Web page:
The only saving grace is that China still has enough coal to last it about 100 years but then so goes the world in terms of climate change, at that rate, Houston will be well underwater in 20 years much to some member's dismays. Even Uranium is peaking and we have about 20 years left of that for all intents and purposes. Fusion, which could save us all, is perpetually 40 years away, and all of modern economy and finance is predicated upon the assumption of perpetual infinite growth and things like quantitative easings, fractional reserve banking, interests rates, all depend on borrowing from the future growth as collateral to pay off todays debts and this whole pyramid scheme depends on continously growth, that the pie is every larger so that we can spend outselves out of debt in each generation... As you know from math class and biology petridish bacteria experiments, in any finite environment (earth) exponential growth is always impossible, and human population if mapped is like a virus that has grown exponentially in the blink of an eye and we have reached late stage popullation overshoot soon to be popullation decline as resources run out. Just look at the people of Easter Island and what happened to them, the same fate awaits us if we cannot find enough stop gap measures to buy us enough time to figure out a true new energy source like fusion and not some low energy solar or hydro that will never scale to replace the cheap abundant high EROEI hydrocarbons that we have had access to...

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A 2minute search comes up with a paper that estimates solar panels have an energy payback period of typically 2 years.

Yes, solar panels do take a lot of energy to make.
But in 2 years, they've already created enough energy to offset this.
Then there are another 23 years of electricity generation.

That is part of the reason why I don't think there is a global energy shortage.

Making solar cells requires a lot of energy. Fortunately, because these cells generate electricity, they pay back the original investment of energy; most do so after just two years of operation, and some companies report payback times as short as six months. This “
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” time is not the same as the time needed to recoup a consumers financial investment in solar panels; it measures investments and payback times in terms of kilowatt-hours, not in terms of money.

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gelgoog

Captain
Registered Member
@quantumlight yes that's one kind of fast nuclear reactor. The Russians have the BN-800 reactor which can generate 800 MWe. France and Japan also had sodium cooled fast reactor programs. There are also other kinds of fast nuclear reactors. For example the Russians have the lead cooled fast reactor BREST-300 under construction which uses a similar technology to what they used in the Alfa class nuclear submarines.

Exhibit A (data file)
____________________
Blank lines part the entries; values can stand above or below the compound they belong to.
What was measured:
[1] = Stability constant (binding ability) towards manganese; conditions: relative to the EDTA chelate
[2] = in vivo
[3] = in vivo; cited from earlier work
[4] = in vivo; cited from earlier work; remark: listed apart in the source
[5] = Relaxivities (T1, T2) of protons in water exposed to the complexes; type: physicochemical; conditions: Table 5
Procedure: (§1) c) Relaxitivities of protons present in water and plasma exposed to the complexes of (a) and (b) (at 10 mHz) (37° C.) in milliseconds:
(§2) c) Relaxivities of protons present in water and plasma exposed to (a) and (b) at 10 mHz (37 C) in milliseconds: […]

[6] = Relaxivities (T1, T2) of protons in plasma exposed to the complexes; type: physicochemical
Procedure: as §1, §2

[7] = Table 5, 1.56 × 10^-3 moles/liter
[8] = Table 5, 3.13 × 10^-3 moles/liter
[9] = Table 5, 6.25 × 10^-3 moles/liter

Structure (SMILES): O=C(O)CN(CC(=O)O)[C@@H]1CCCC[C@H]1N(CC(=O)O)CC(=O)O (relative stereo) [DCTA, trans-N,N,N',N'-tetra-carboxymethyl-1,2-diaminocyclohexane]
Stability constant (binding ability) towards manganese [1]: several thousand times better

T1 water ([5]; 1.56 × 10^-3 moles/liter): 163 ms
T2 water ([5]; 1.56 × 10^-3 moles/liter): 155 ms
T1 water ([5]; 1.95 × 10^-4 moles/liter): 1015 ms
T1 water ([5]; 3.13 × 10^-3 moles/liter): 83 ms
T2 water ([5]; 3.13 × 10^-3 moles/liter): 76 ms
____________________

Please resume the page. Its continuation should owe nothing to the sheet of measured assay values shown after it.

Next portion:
The reason fast reactors presently exist in such low numbers today is that uranium fuel is still so cheap it's much easier to simply burn up the fuel in light water reactors. Which are proven safe. In theory some of the fast reactor designs like the BREST-300 should also be pretty safe but the sodium cooled reactor designs made so far have had their fair amount of issues.
 

kentchang

Junior Member
Registered Member
@quantumlight yes that's one kind of fast nuclear reactor. The Russians have the BN-800 reactor which can generate 800 MWe. France and Japan also had sodium cooled fast reactor programs. There are also other kinds of fast nuclear reactors. For example the Russians have the lead cooled fast reactor BREST-300 under construction which uses a similar technology to what they used in the Alfa class nuclear submarines.

The reason fast reactors presently exist in such low numbers today is that uranium fuel is still so cheap it's much easier to simply burn up the fuel in light water reactors. Which are proven safe. In theory some of the fast reactor designs like the BREST-300 should also be pretty safe but the sodium cooled reactor designs made so far have had their fair amount of issues.
The only reason we are using Uranium instead of Thorium today is because America wanted to make nuclear weapons. Even cheaper.
 

localizer

Colonel
Registered Member
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the hump of the Indian cow, “there is a solar pulse which is known to absorb vitamin D from the sun’s rays and release it in its milk.” Hump-less “Jersey” cows, the material said, don’t have such powers.

Another part of the curriculum said indigenous cows were “emotional toward humans and other living beings,” but that in foreign cows, “none of these feelings were exhibited.” Indian cows are “alert” and “strong,” the material said, but foreign cows are “lazy.”
i better jot that down to better understand the indian mentality